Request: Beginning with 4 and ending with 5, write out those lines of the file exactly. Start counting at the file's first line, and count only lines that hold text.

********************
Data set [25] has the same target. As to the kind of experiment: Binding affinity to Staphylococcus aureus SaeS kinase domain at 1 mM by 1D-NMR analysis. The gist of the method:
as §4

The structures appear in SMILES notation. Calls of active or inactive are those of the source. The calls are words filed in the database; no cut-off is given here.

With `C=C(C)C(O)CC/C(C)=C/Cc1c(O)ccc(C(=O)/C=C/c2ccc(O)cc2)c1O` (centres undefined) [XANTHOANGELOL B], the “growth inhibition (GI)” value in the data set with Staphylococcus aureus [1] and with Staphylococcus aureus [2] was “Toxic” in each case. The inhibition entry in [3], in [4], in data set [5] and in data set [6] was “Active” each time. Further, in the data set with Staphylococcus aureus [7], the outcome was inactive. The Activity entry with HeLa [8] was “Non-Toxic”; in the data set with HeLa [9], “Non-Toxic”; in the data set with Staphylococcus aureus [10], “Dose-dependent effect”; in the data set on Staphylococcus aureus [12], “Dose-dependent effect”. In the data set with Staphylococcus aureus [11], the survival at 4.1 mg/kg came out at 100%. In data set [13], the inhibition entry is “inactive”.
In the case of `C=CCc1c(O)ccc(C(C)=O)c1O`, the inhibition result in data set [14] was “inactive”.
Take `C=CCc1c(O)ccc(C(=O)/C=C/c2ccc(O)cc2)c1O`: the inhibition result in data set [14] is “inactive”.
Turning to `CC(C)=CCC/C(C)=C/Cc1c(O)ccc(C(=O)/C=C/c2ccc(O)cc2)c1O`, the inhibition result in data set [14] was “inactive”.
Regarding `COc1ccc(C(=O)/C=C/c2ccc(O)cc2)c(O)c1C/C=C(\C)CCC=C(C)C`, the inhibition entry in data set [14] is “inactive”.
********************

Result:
With `C=C(C)C(O)CC/C(C)=C/Cc1c(O)ccc(C(=O)/C=C/c2ccc(O)cc2)c1O` (centres undefined) [XANTHOANGELOL B], the “growth inhibition (GI)” value in the data set with Staphylococcus aureus [1] and with Staphylococcus aureus [2] was “Toxic” in each case. The inhibition entry in [3], in [4], in data set [5] and in data set [6] was “Active” each time. Further, in the data set with Staphylococcus aureus [7], the outcome was inactive. The Activity entry with HeLa [8] was “Non-Toxic”; in the data set with HeLa [9], “Non-Toxic”; in the data set with Staphylococcus aureus [10], “Dose-dependent effect”; in the data set on Staphylococcus aureus [12], “Dose-dependent effect”. In the data set with Staphylococcus aureus [11], the survival at 4.1 mg/kg came out at 100%. In data set [13], the inhibition entry is “inactive”.
In the case of `C=CCc1c(O)ccc(C(C)=O)c1O`, the inhibition result in data set [14] was “inactive”.